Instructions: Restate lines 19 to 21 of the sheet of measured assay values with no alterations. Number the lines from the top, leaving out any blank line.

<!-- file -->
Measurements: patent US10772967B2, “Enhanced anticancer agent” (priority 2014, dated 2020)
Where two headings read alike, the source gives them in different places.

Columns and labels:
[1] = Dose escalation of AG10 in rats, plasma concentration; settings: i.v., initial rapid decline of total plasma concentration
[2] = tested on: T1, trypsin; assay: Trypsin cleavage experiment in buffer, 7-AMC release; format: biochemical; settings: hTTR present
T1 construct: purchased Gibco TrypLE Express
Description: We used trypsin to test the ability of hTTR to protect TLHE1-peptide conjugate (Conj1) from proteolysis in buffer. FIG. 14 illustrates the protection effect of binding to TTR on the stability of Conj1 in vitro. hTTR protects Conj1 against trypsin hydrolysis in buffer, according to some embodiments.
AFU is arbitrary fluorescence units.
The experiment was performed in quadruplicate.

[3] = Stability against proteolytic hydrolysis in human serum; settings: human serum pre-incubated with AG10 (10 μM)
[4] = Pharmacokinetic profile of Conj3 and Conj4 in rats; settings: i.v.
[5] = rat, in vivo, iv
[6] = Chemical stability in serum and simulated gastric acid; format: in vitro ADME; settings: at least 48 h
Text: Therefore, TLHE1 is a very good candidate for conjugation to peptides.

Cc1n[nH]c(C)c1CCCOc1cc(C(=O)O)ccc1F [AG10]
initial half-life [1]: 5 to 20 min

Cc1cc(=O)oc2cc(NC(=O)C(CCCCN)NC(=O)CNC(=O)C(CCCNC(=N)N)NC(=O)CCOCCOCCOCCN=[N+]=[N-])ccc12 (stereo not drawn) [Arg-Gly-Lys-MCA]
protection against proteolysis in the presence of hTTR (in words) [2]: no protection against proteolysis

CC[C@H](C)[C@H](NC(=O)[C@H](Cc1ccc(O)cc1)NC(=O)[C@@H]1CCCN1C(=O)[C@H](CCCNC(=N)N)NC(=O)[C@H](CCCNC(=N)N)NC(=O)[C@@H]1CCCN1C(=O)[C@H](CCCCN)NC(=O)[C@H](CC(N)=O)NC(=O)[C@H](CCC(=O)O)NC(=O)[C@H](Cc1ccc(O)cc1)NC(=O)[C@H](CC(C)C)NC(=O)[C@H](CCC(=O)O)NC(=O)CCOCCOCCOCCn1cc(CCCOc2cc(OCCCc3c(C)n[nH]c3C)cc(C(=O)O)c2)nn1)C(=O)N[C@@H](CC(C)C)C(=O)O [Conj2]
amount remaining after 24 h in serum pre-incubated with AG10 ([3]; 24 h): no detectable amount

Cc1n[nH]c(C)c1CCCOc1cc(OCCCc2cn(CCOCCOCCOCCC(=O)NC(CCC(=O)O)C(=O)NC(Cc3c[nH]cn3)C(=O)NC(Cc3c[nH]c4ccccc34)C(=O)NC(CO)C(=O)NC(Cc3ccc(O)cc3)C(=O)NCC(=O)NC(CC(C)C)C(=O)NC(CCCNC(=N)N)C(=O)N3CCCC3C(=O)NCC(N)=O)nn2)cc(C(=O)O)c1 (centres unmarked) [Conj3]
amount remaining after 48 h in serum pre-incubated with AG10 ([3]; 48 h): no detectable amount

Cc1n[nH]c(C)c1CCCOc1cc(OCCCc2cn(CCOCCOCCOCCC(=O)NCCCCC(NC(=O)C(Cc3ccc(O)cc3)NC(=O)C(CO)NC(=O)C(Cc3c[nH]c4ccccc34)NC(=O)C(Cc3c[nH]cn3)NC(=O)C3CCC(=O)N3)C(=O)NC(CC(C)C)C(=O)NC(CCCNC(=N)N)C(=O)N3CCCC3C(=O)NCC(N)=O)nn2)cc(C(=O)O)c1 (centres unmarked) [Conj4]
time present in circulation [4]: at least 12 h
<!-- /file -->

CC[C@H](C)[C@H](NC(=O)[C@H](Cc1ccc(O)cc1)NC(=O)[C@@H]1CCCN1C(=O)[C@H](CCCNC(=N)N)NC(=O)[C@H](CCCNC(=N)N)NC(=O)[C@@H]1CCCN1C(=O)[C@H](CCCCN)NC(=O)[C@H](CC(N)=O)NC(=O)[C@H](CCC(=O)O)NC(=O)[C@H](Cc1ccc(O)cc1)NC(=O)[C@H](CC(C)C)NC(=O)[C@H](CCC(=O)O)NC(=O)CCOCCOCCOCCn1cc(CCCOc2cc(OCCCc3c(C)n[nH]c3C)cc(C(=O)O)c2)nn1)C(=O)N[C@@H](CC(C)C)C(=O)O [Conj2]
amount remaining after 24 h in serum pre-incubated with AG10 ([3]; 24 h): no detectable amount

Cc1n[nH]c(C)c1CCCOc1cc(OCCCc2cn(CCOCCOCCOCCC(=O)NC(CCC(=O)O)C(=O)NC(Cc3c[nH]cn3)C(=O)NC(Cc3c[nH]c4ccccc34)C(=O)NC(CO)C(=O)NC(Cc3ccc(O)cc3)C(=O)NCC(=O)NC(CC(C)C)C(=O)NC(CCCNC(=N)N)C(=O)N3CCCC3C(=O)NCC(N)=O)nn2)cc(C(=O)O)c1 (centres unmarked) [Conj3]